Claudia Macdonald ,Managing Director, Mango Communications

The relationship between public relations and advertising can be fraught. Many PR people believe that making an ad is pretty one dimensional and that public relations is the discipline that truly works at the coal face of helping an organisation communicate with its publics.

After 18 years working as part of an advertising agency, I’d be the first to admit there are days when I think my colleagues on the other side just don’t get it. But more often than not, I am envious of the depth of their understanding and knowledge of consumers and what makes them tick.

Anyone who attends my PRINZ Marcomms course will hear me bang on about insights.  Because to me (and my colleagues at DDB), the number one essential to getting the right solution to any problem is understanding the audience.  And that requires insight.

Typically PR insights come from being a well read chappie – news, current affairs, blogs  – and having a good understanding of what is current and happening in the world, particularly the world of your client or organisation.

But that is only half the story.  For marketing PR – or brand engagement PR as it is also known – you need to understand your consumer almost as well as you understand yourself.  And then you need to work out how your client can help that consumer.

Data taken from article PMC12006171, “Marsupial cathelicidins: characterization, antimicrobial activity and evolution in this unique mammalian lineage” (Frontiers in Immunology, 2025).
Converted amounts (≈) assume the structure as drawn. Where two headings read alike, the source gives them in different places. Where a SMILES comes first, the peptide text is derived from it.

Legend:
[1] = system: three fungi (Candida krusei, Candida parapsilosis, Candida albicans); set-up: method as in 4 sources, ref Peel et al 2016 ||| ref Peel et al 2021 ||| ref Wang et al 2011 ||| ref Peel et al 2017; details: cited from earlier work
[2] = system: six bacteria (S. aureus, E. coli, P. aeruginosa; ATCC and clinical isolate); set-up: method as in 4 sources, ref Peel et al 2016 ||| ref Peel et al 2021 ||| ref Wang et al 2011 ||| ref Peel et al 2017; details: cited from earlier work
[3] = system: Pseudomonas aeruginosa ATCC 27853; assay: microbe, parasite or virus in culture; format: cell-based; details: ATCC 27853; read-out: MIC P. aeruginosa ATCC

Too often PR people, especially the young ones, tar everyone with the same brush. But as we know, it takes all sorts to make the world go round. So how do you go about getting great consumer insights and then working out the ‘tension’ your client or product can resolve?  Here’s how to start – and yes, generalisations are allowed:

  1. Identify the ‘bullseye’ target – 18 – 25 year old boys; teenagers; young mums; active older people 50+ etc etc
  2. Give them a name, a home address and an occupation
  3. Now have some fun – decide on their hobbies, marital status, weekend activities – just don’t get too weird
  4. Work out their media consumption – based on an informed understanding of different media targeting
  5. Map their touchpoints – where you can reach them at any given time of a weekday or weekend

Now you have a picture of your main target and an idea of how or where to reach them.

Next, determine where your organisation, product or service fits into your target’s life. For instance, is your new car going to save a young married couple fuel costs because it is so energy efficient; or provide the young professional with a sense of status as they make their way up the corporate ladder.

These insights can help you develop your plan – because you have worked out what triggers will actively engage the target with the brand. That’s the easy bit because next you have to come up with the ideas! And how to do that will need to be the subject of another blog.

Claudia Macdonald’s upcoming courses;

Brainstorming – a vital tool for successful X-factor PR
Christchurch – 6 September, 9.30am – 12.30pm – register now for the early bird
Auckland – 20 September, 9.30am – 12.30pm – register now for the early bird

Successful Marketing PR – the perfect blend of insights, brand and creativity
Christchurch – 6 September, 1.30pm – 4.30pm – register now for the early bird
Auckland – 20 September, 1.30pm – 4.30pm – register now for the early bird

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